The Church of England Education Office has produced a Statement of Entitlement which has supported us in our discussions about the ways in which RE within our Church school is distinctive and how RE contributes to the mission of the Church. This statement can be found here.
Religious Education at Abbots Ripton aims to develop religious literacy in pupils so they can develop attitudes of respect towards those who hold views different to their own. We strongly believe that pupils should not only acquire knowledge but learn to use their knowledge to understand their world, build community, and develop their personal position, developing tolerance and compassion for others in our society. In a recent questionnaire about RE, a Year 6 pupil wrote, 'The thing I like best about RE is learning about 'loads' of religions, and the debate.' Another pupil wrote, 'All religions are different but the same in some ways, so if you are not sure of one religion, you can use others to help you.'
We endeavour to deliver a curriculum that helps pupils to acquire and develop a deep knowledge and understanding of Christianity as a global religion and which focuses on the core beliefs rooted in the Bible. The curriculum also aims to teach other world religions and sets of beliefs in a way that means pupils can make links and comparisons between faiths and ideas, supporting diversity and developing respect for others.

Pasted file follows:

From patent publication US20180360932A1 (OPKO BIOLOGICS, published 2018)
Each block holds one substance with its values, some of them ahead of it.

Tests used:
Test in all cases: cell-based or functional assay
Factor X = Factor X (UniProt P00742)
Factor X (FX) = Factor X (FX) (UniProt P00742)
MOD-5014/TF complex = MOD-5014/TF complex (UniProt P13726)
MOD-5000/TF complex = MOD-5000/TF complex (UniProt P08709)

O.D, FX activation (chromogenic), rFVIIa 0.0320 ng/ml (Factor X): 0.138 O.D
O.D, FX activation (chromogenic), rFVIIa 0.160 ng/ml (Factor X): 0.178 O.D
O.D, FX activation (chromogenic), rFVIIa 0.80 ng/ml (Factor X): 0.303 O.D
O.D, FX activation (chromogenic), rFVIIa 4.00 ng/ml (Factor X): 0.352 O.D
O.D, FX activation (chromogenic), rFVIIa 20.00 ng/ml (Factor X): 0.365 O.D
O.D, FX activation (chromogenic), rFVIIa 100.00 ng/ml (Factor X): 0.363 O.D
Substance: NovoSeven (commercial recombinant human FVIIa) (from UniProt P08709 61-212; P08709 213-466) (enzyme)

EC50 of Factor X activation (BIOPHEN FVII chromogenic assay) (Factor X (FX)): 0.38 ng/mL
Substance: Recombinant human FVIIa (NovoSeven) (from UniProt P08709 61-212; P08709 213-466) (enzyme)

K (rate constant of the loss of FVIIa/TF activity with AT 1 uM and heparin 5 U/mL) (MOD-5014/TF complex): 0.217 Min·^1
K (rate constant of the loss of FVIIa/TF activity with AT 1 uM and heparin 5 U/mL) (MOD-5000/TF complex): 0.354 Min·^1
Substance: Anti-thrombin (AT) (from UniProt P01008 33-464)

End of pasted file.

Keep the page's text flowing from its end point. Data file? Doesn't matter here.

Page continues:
As an Aided School with a firm Christian foundation, RE is taught with a strong Christian focus in EYFS and KS1. This endeavours to support the school’s Christian vision for each child to grow in their faith, and builds a foundation on which to develop religious literacy. We use the resource, ‘Understanding Christianity’ which supports understanding in core theological areas; Creation, The Fall, People of God, Prophecy and Wisdom, Kingdom of God, Incarnation, Gospel and Salvation. It uses the Bible to introduce key ideas and how these then impact everyday Christian life. This academic year, we have adopted the Emmanuel Project resources to support our teaching of other faiths. Both of these resources support the expectations of the Cambridgeshire Syllabus.
Children also have the opportunity to explore and evaluate their own views on other world religions and beliefs, such as humanism, by exploring the key beliefs of each and how these impact on a believer’s life. Each topic is enquiry based and sets out a question which is then answered over a sequence of lessons. We review the question again at the end of the unit, to evaluate learning and reflect on what has been taught.
We use a flexible approach to assessment and assess knowledge and the skills needed to engage with and apply the concepts taught. Where possible we make connections between the religions, and support the children to identify these links too. Assessment can be recorded individually, in the collective class learning journey, and may have a creative focus.